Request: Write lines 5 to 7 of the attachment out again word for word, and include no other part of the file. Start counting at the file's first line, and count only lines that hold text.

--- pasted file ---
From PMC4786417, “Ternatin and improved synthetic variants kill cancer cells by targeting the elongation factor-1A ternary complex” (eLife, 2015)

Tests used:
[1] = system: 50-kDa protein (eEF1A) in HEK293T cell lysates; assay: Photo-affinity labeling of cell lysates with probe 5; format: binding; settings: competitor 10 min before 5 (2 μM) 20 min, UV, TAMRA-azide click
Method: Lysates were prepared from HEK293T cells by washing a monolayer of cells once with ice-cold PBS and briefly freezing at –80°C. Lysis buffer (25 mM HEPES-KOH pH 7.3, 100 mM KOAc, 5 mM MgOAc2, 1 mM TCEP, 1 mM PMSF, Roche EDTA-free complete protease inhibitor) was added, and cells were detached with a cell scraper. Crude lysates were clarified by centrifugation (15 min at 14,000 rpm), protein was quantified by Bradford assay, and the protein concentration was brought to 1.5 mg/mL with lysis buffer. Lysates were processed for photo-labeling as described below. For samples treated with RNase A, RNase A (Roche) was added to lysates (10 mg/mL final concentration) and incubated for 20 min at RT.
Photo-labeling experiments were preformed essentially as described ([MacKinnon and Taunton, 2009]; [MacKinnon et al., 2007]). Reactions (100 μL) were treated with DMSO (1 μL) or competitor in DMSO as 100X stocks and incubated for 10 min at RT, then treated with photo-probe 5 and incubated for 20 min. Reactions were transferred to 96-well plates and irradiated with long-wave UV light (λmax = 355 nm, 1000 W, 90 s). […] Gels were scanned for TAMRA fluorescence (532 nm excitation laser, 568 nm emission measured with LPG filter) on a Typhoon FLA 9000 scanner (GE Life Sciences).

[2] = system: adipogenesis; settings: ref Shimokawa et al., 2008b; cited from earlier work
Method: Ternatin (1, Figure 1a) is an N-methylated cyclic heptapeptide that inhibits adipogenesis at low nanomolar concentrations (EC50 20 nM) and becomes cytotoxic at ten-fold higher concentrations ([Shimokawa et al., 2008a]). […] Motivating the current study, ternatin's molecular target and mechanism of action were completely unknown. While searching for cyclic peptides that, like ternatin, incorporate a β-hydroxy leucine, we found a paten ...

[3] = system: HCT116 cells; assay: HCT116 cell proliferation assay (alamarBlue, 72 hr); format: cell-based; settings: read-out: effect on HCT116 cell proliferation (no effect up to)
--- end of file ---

Photo-labeling experiments were preformed essentially as described ([MacKinnon and Taunton, 2009]; [MacKinnon et al., 2007]). Reactions (100 μL) were treated with DMSO (1 μL) or competitor in DMSO as 100X stocks and incubated for 10 min at RT, then treated with photo-probe 5 and incubated for 20 min. Reactions were transferred to 96-well plates and irradiated with long-wave UV light (λmax = 355 nm, 1000 W, 90 s). […] Gels were scanned for TAMRA fluorescence (532 nm excitation laser, 568 nm emission measured with LPG filter) on a Typhoon FLA 9000 scanner (GE Life Sciences).

[2] = system: adipogenesis; settings: ref Shimokawa et al., 2008b; cited from earlier work
Method: Ternatin (1, Figure 1a) is an N-methylated cyclic heptapeptide that inhibits adipogenesis at low nanomolar concentrations (EC50 20 nM) and becomes cytotoxic at ten-fold higher concentrations ([Shimokawa et al., 2008a]). […] Motivating the current study, ternatin's molecular target and mechanism of action were completely unknown. While searching for cyclic peptides that, like ternatin, incorporate a β-hydroxy leucine, we found a paten ...